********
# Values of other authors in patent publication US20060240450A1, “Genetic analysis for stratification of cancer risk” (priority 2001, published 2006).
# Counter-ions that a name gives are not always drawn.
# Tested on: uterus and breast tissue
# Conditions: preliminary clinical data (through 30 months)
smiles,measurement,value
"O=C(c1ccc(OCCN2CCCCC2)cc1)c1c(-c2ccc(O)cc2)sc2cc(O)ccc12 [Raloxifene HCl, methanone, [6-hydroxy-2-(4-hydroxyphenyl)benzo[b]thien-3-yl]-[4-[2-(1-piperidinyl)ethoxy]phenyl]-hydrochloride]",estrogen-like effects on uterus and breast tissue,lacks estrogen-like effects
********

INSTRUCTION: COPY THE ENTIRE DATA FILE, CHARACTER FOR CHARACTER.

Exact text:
# Values of other authors in patent publication US20060240450A1, “Genetic analysis for stratification of cancer risk” (priority 2001, published 2006).
# Counter-ions that a name gives are not always drawn.
# Tested on: uterus and breast tissue
# Conditions: preliminary clinical data (through 30 months)
smiles,measurement,value
"O=C(c1ccc(OCCN2CCCCC2)cc1)c1c(-c2ccc(O)cc2)sc2cc(O)ccc12 [Raloxifene HCl, methanone, [6-hydroxy-2-(4-hydroxyphenyl)benzo[b]thien-3-yl]-[4-[2-(1-piperidinyl)ethoxy]phenyl]-hydrochloride]",estrogen-like effects on uterus and breast tissue,lacks estrogen-like effects